Creating beauty out of driftwood in Eastbourne

Charlotte Harding speaks to one Eastbourne woman who is making the most of what she finds on beaches.

Tuesday, 4th September 2018, 10:28 am
Updated Tuesday, 4th September 2018, 12:49 pm

Walking along the coast on one of the many beautiful beaches along the South you may find yourself stumbling on a piece of driftwood.

While many of us will simple step over it and carry on for Jo Collins it opens up a world of possibilities.

“I have quite a good imagination so sometimes when I look at a piece of driftwood I can see what it could become or be part of,” she explains.

“It doesn’t always happen but it is great when it does.”

Through her business On The Tides Jo creates handcrafted driftwood and recycled art sculptures featuring beach huts and coastal scenes.

The driftwood she uses is found by Jo, with the occasional help from the family’s lurcher Bill, the other materials are also either beach-combed, recycled or salvaged.

“I get my inspiration from places I’ve visited and from holidays,” she reveals. “I always have my camera with me.

“In February, I holidayed in Aberdeen and the beautiful Shetland Islands, so some of my cottages have had a bit of a Scottish vibe recently.”

All the pieces are individually cut and sanded down by hand, it is then given a couple of coats of paint before Jo says she can do the ‘fun part of adding the little details’.

“I love making larger harbour scenes and local landmarks,” smiles Jo.

“With the larger creations, I can really let my imagination go and can recreate little seaside scenes.

“The pieces of driftwood I use for these tend to be a bit more interesting to, in their shape and texture where they’ve been weathered and worn by the tides.

“Hastings Old Town is one of my favourite places along this stretch of coastline and in particular, I love the old fishing net huts and the history behind them. I have a little rendition of them in my Etsy shop.”

The time it takes Jo to make a sculpture varies on the size of the finished piece, and the amount of wood and other materials needed to make it.

Jo also takes on commissions and can usually turn them around within two to three weeks.

“I enjoy making the commissions,” she says. “Especially as the places my customers want recreated are special places for them, either their home, favourite place, pub, holiday destination or even work place.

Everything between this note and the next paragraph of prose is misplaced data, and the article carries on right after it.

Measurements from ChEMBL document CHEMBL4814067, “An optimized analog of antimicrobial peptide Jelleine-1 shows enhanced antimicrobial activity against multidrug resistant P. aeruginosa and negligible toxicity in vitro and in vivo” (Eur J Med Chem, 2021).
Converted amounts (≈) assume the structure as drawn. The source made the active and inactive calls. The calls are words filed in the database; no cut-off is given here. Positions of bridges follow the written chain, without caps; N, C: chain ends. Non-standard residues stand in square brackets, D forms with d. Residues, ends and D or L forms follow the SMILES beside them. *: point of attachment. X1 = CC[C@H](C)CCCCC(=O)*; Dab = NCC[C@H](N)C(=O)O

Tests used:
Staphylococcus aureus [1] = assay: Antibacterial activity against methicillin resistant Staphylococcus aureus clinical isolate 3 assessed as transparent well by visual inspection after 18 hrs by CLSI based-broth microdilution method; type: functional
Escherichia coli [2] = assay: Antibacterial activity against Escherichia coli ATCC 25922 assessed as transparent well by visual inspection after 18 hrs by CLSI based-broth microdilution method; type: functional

“One of my favourites was making the Sloop Inn in St Ives, Cornwall and that’s only because I’d had a drink in it years ago and could picture exactly where it was.

“Once I receive a commission request, had time to study the photographs, discussed exactly what the customer wants and I’m happy I can actually do it I can usually make them within three weeks. Obviously the closer we get to Christmas my lead time does vary.”

Jo moved from Bedfordshire to the East Sussex coast six years ago.

“My work previously had been working with children with special educational needs in various school settings and having been doing that for the past 20 years I fancied a change,” she recalls.

“I’ve always been ‘crafty’ and I loved my new life by the sea. I thought if I could somehow combine the two and work for myself, that would be amazing. I bought a big shed, my ‘Shedio’ and with the copious amounts of driftwood and other flotsam and jetsam I’d been picking up on the beach, I got creating.

“I said to myself, I’d give it six months, happily that was five years ago and I’m still in my Shedio, still creating and loving it.”

For further information on Jo’s work or to discuss a commission you can On The Tides on Facebook

Her online Etsy shop where ready to post items can be found at

Or your can follow Jo on Instagram: